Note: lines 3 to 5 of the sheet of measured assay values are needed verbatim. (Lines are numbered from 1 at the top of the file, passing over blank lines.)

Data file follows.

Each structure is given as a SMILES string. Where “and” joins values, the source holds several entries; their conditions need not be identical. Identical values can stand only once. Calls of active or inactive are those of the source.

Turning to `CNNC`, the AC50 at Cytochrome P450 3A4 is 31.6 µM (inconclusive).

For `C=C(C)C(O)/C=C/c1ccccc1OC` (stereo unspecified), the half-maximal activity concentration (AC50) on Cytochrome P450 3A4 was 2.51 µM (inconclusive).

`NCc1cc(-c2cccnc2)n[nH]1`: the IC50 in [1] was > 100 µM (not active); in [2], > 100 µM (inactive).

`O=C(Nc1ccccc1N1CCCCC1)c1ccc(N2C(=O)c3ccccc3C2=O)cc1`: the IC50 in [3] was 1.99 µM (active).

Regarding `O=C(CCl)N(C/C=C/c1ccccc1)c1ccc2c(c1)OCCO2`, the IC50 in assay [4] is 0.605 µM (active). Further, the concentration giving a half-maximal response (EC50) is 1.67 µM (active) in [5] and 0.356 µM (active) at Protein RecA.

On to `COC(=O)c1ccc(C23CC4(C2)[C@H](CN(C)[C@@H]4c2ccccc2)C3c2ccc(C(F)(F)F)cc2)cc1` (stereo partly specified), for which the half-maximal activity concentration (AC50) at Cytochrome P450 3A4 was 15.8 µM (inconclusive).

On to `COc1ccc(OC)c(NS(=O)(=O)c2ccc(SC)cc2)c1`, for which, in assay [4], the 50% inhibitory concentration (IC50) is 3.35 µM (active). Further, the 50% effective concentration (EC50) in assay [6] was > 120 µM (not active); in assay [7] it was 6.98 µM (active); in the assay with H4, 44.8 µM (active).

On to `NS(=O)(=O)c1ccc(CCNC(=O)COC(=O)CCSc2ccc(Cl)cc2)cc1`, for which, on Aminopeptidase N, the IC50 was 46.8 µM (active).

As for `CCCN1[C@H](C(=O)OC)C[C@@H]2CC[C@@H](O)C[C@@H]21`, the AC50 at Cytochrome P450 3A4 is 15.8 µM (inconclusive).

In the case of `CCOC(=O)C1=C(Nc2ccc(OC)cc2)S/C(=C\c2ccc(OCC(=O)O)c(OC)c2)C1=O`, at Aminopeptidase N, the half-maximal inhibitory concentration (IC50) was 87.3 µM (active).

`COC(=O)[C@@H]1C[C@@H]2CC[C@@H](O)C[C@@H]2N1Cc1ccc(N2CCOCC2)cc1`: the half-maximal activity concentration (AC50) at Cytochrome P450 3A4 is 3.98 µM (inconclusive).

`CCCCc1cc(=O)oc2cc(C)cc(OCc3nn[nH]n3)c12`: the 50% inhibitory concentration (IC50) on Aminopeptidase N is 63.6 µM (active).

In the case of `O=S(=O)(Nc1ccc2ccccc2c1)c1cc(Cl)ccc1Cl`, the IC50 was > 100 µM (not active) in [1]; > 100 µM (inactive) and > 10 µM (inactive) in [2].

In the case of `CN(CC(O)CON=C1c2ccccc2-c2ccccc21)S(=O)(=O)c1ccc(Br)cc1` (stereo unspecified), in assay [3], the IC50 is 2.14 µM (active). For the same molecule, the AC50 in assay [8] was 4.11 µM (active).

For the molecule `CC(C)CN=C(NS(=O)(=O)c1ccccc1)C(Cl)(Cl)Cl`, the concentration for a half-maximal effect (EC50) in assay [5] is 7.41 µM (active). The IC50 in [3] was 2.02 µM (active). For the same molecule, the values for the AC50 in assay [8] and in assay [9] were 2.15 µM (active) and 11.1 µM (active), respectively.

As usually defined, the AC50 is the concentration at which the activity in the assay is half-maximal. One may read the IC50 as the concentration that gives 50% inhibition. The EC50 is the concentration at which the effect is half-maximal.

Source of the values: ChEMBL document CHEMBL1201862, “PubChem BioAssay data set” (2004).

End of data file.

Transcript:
For `C=C(C)C(O)/C=C/c1ccccc1OC` (stereo unspecified), the half-maximal activity concentration (AC50) on Cytochrome P450 3A4 was 2.51 µM (inconclusive).

`NCc1cc(-c2cccnc2)n[nH]1`: the IC50 in [1] was > 100 µM (not active); in [2], > 100 µM (inactive).

`O=C(Nc1ccccc1N1CCCCC1)c1ccc(N2C(=O)c3ccccc3C2=O)cc1`: the IC50 in [3] was 1.99 µM (active).